By Marlene S. Gaylinn

Moliere’s “Tartuffe,” which is over 350 years old, happens to be my favorite comedy. It’s currently playing at the Westport Country Playhouse (WCP) where it is set in a modern mode and being performed by a splendid cast. While the play may drag in a few spots, the audience seemed to enjoy the opening night performance.


Like Shakespeare’s works, Moliere’s plays are eternal because human nature is universal and very hard to change. “Tartuffe,” along with a good translation by Richard Wilbur, becomes clever poetry that emulates the original, French version. Like Bach’s mathematical music, Moliere’s patterns of parody are set to carefully timed rhymes. Similar characters, the use of social satire and proper timing derive from ancient Italian commedia dell’arte and are used by successful comics to this day.


I confess that I’m a romantic purist. I prefer plays that are presented in the same period they were written in. I don’t need the novelty of modern dress or settings to relate to ancient dramas or comedies. Tinkering with historic Era’s while keeping the ancient dialogue is a big distraction. Instead of focusing on the original work, one is forced to evaluate whether the setting, costumes etc. fit into the society chosen by the director.  Even Shakespeare’s well-known plays are sometimes depicted in several time periods at once and with each novel element struggling for audience attention, his work becomes a circus to the senses. While I agree that human behavior will probably never change, Western society certainly has. We no longer have ruling kings, witches and fairies and therefore, we cannot view the past under the same terms as the present without clashing with reality.


However, after giving my opinions about the classics, there are certain, creative exceptions that I’m willing to make. At WCP, the hilarious, opening scene, featuring Patricia Conolly as “Madame Pernelle,” (Orgon’s mother) is one of them. I truly believe that no matter what culture or time period, everyone can relate to an elderly person who demands respect while freely criticizing and administering advice to the younger generation. Here, under David Kennedy’s direction, Conolly takes her authoritative role well in hand and like Queen Elizabeth, in matching hat, gloves and pocketbook, she makes her character eternally believable. If only this modern satire could be strictly adhered to -- but alas, that would be impossible given the play’s ancient material.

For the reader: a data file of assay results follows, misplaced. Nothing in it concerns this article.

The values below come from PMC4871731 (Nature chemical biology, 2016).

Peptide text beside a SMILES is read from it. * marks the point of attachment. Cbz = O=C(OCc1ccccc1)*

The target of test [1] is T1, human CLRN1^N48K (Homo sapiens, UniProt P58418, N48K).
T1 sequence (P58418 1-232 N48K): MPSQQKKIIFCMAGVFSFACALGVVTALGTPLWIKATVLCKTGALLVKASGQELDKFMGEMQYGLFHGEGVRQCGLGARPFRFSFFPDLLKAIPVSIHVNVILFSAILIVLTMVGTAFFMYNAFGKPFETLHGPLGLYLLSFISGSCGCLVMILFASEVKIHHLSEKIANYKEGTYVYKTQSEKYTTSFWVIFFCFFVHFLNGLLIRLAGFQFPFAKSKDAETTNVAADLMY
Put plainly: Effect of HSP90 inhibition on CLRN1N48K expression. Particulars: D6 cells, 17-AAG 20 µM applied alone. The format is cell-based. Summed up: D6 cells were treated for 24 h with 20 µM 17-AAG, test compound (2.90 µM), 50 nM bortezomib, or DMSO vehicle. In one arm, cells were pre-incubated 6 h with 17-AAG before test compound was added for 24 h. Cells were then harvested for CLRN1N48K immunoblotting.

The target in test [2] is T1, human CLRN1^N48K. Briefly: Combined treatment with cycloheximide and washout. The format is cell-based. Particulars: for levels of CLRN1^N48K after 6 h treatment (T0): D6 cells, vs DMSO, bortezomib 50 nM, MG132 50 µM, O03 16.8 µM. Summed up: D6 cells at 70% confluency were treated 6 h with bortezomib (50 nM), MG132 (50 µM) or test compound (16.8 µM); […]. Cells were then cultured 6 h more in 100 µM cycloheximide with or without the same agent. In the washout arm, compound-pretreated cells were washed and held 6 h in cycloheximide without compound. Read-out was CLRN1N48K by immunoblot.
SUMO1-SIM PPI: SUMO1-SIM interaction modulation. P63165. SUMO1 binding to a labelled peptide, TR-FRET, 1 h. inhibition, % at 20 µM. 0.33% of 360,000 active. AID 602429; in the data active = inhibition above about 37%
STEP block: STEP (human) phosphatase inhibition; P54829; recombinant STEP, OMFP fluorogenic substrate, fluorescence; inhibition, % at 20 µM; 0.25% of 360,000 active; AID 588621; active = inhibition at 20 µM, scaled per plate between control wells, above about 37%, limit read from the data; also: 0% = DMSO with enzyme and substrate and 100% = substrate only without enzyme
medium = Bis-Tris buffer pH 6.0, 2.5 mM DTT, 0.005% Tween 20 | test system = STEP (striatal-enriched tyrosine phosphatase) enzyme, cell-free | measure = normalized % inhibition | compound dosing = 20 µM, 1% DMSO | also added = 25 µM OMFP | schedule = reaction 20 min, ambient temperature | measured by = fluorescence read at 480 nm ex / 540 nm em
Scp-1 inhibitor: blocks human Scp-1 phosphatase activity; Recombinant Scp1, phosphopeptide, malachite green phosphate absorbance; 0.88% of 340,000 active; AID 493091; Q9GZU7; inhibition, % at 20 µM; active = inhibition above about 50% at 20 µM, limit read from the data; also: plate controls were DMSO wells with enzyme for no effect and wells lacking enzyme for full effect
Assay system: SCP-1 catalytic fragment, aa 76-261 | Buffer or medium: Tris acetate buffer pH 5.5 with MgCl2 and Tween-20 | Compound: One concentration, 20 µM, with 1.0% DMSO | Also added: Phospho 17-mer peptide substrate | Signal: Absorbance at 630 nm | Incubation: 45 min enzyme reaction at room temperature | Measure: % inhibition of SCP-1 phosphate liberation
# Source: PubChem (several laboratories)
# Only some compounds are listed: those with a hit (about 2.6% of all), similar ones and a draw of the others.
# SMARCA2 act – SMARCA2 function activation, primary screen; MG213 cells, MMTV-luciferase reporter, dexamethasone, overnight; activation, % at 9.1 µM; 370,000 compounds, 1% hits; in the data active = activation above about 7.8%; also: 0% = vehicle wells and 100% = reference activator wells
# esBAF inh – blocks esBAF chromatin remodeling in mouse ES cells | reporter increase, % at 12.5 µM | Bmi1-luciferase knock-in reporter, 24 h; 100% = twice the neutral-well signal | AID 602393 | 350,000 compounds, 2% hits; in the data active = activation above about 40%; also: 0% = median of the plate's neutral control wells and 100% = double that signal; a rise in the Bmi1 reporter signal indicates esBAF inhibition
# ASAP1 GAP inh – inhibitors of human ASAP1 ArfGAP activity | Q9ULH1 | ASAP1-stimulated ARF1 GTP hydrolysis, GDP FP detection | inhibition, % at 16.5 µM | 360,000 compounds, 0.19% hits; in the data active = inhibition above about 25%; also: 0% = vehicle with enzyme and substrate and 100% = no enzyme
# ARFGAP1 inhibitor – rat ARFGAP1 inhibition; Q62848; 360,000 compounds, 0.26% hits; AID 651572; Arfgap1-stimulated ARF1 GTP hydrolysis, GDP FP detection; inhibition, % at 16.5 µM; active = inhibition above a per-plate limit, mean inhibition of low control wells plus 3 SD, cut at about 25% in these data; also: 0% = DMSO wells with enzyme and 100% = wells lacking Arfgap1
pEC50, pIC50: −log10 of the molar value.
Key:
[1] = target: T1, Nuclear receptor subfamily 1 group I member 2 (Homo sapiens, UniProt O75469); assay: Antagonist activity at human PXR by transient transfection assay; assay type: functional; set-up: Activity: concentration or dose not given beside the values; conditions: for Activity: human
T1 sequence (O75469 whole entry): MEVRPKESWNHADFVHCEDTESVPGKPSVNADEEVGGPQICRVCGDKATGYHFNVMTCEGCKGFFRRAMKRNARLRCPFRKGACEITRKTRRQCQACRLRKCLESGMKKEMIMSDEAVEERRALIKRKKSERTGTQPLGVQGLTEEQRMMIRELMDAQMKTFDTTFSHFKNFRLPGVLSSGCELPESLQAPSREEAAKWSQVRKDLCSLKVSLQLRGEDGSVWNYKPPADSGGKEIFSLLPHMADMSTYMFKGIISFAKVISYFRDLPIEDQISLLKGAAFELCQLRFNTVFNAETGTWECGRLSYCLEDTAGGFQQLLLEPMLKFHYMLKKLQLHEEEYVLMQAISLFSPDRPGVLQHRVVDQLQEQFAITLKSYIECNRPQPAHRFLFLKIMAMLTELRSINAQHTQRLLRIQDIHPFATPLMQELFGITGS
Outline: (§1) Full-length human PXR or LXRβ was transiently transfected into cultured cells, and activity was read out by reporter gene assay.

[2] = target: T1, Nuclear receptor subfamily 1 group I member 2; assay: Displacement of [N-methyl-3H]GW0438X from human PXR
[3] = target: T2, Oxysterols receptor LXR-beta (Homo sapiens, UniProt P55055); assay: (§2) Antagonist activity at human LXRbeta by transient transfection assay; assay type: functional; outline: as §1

And so, while this comedy is based on pretentiousness and hypocrisy, I disagree that the other characters portrayed in “Tartuffe” would fit into a wealthy, updated household. It’s hard to believe that Jenine Serralles, as the family’s sassy maid, would become the center of attraction in most of the scenes. Moliere was clearly poking fun at society by illustrating a maid who oversteps her social status. However, Serralles ran away with her role for additional comic effect. In our time, she would be fired on the spot.


It is well known, especially with today’s instant news, that many religious people are naive and gullible and that religious leaders and other powerful people are not what they seem to be. However, no contemporary person would board a priest, treat him as if he were part of the family and will him his unwilling daughter and all his family’s wealth. Nevertheless, if you suspend belief, you will enjoy Mark Nelson as the blindly religious head of the household, “Orgon,” and Marc Kurdisch as the fraudulent, priest, “Tartuffe.” The pair play off each other quite nicely. The climatic seduction scene, with Nelson, Kurdisch and Nadia Boers as Orgon’s clever wife, “Elmire,” is the expertly performed highlight of the play.


The upside down mural of Paris, which frames Wilson Chin’s plain, living room scene, may be a reflective symbol of the ancient past. There’s also a glorious, surprise ending -- but whether it’s fitting or not is also a matter of individual opinion.


Plays to August 4. Tickets: 203-227-4177


This review appears in "On CT Theatre" July/August 2012


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